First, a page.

Saturday, October 25, 2014

Primulina --- So what's the common name going to be?

Primulina 'Nimbus' grown by Beverly Williams
Story  # 139,

            Plants have common names and botanical names.  Common names evolve over time and have infinitely different origins.

            The common names help the casual observer identify plants and make life simpler, e.g., the burn plant got associated with Aloe vera because its sap can be used on minor kitchen burns.

            Confusion arises when there are several common names like ‘String of peas’. ‘String of pearls’, ‘Pea vine’ for Senecio rowleyanus.

            Botanical names follow strict nomenclature rules, such that a particular species can only have one Latin name, described as Genus and species.  Some plants settled on the botanical name being the common name, e.g., Poinsettia and Chrysanthemum.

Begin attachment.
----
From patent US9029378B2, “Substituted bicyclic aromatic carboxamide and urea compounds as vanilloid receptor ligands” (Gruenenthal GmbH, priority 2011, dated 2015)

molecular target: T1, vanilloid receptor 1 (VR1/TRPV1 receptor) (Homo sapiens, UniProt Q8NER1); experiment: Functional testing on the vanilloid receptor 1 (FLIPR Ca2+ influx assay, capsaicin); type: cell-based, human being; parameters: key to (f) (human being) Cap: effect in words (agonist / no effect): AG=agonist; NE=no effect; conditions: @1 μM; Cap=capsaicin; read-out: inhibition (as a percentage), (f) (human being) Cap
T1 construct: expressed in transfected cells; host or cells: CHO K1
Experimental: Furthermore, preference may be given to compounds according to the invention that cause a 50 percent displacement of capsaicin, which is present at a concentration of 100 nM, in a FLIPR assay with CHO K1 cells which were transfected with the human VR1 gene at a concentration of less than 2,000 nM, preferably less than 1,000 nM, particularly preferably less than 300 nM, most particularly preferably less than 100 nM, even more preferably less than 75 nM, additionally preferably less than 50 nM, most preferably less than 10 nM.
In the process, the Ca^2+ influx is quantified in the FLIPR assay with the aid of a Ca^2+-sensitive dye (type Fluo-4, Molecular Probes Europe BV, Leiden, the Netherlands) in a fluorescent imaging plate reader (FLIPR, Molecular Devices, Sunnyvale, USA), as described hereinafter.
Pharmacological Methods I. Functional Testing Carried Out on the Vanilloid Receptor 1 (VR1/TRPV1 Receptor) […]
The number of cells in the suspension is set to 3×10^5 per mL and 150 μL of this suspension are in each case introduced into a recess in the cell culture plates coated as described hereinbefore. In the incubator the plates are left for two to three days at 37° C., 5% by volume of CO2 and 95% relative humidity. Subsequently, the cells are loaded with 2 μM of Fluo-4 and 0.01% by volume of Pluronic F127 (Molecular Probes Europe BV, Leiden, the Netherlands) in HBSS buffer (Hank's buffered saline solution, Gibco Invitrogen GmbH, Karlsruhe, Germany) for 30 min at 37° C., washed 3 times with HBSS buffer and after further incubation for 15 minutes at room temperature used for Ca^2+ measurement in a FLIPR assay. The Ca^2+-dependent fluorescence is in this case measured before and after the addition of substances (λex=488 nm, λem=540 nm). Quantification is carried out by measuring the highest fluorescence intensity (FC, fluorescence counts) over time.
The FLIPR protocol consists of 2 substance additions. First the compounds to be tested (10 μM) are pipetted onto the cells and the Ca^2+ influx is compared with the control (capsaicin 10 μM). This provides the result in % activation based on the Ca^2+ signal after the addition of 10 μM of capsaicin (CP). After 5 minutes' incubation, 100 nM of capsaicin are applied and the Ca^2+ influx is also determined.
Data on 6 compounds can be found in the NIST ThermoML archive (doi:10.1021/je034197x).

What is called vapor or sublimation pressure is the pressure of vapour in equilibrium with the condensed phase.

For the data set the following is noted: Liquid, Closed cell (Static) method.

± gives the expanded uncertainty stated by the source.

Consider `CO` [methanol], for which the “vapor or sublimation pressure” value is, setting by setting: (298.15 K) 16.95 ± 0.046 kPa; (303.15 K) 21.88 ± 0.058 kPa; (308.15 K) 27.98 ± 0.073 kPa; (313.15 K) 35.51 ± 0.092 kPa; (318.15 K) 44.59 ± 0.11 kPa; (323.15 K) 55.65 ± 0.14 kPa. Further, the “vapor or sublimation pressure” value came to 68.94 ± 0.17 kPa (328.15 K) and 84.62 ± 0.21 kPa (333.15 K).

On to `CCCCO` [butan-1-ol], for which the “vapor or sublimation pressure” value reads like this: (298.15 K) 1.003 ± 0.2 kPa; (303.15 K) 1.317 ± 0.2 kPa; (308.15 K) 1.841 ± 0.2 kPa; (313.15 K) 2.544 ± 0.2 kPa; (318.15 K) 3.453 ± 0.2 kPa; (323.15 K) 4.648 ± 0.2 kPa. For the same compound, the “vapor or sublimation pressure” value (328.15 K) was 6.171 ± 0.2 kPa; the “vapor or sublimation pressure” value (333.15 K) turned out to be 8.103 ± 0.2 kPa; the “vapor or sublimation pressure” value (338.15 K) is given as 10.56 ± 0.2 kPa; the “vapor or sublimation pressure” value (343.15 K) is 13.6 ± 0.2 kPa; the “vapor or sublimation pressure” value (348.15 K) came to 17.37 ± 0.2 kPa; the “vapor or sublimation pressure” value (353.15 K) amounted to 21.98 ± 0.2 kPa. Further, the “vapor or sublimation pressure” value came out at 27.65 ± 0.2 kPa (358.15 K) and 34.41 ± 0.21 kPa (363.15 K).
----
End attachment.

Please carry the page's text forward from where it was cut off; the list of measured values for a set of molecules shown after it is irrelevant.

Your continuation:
The question is what are we going to call Primulina?

             I'm proposing that Primulina is like an African Violet, but better!

            Primulina species are native to China and North Vietnam.

            Will they become known as Chinese Violets, Vietnamese Violets or just Primulina?

            I would have voted for Chiritas, the previous and much cooler Genus name for Primulina.  Primulina will get confused with Primrose (Genus: Primula)

            My second choice would be Vietnamese Violets.  Vietnam should be known for something besides a futile war.

            The ultimate choice to match up with African Violets is Asian Violets.

            Will the name ‘Asian Violets’ become common?


  1. I sold several Primulina this year calling them "Asian Violets," but also including their botanical names. I'm amused to see you using that same name!

  2. TwoBear.

    Common names have a life of their own, so I don’t know what name will become the accepted leader. If Primulina is to become a commercial foliage plant, we need to think big. ‘Asian Violet’ should be the one.
    Thank you for reading and commenting.


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